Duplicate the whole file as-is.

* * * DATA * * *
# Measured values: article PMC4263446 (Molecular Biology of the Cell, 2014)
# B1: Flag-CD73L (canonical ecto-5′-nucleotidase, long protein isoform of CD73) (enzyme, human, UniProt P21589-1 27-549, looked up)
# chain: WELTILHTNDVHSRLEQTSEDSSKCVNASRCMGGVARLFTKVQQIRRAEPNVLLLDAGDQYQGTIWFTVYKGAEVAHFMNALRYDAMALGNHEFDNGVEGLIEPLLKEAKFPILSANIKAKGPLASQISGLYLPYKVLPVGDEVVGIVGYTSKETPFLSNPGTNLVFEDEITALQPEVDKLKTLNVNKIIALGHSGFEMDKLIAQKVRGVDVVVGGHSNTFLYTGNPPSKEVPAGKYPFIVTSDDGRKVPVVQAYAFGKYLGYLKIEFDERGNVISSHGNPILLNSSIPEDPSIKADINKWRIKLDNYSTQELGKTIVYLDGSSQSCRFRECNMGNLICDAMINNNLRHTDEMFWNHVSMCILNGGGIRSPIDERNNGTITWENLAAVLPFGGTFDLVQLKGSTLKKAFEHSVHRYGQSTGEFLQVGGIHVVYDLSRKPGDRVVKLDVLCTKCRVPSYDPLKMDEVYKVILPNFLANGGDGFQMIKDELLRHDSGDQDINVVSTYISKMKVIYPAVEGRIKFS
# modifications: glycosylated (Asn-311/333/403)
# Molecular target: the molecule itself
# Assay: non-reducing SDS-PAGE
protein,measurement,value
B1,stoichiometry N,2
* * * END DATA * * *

# Measured values: article PMC4263446 (Molecular Biology of the Cell, 2014)
# B1: Flag-CD73L (canonical ecto-5′-nucleotidase, long protein isoform of CD73) (enzyme, human, UniProt P21589-1 27-549, looked up)
# chain: WELTILHTNDVHSRLEQTSEDSSKCVNASRCMGGVARLFTKVQQIRRAEPNVLLLDAGDQYQGTIWFTVYKGAEVAHFMNALRYDAMALGNHEFDNGVEGLIEPLLKEAKFPILSANIKAKGPLASQISGLYLPYKVLPVGDEVVGIVGYTSKETPFLSNPGTNLVFEDEITALQPEVDKLKTLNVNKIIALGHSGFEMDKLIAQKVRGVDVVVGGHSNTFLYTGNPPSKEVPAGKYPFIVTSDDGRKVPVVQAYAFGKYLGYLKIEFDERGNVISSHGNPILLNSSIPEDPSIKADINKWRIKLDNYSTQELGKTIVYLDGSSQSCRFRECNMGNLICDAMINNNLRHTDEMFWNHVSMCILNGGGIRSPIDERNNGTITWENLAAVLPFGGTFDLVQLKGSTLKKAFEHSVHRYGQSTGEFLQVGGIHVVYDLSRKPGDRVVKLDVLCTKCRVPSYDPLKMDEVYKVILPNFLANGGDGFQMIKDELLRHDSGDQDINVVSTYISKMKVIYPAVEGRIKFS
# modifications: glycosylated (Asn-311/333/403)
# Molecular target: the molecule itself
# Assay: non-reducing SDS-PAGE
protein,measurement,value
B1,stoichiometry N,2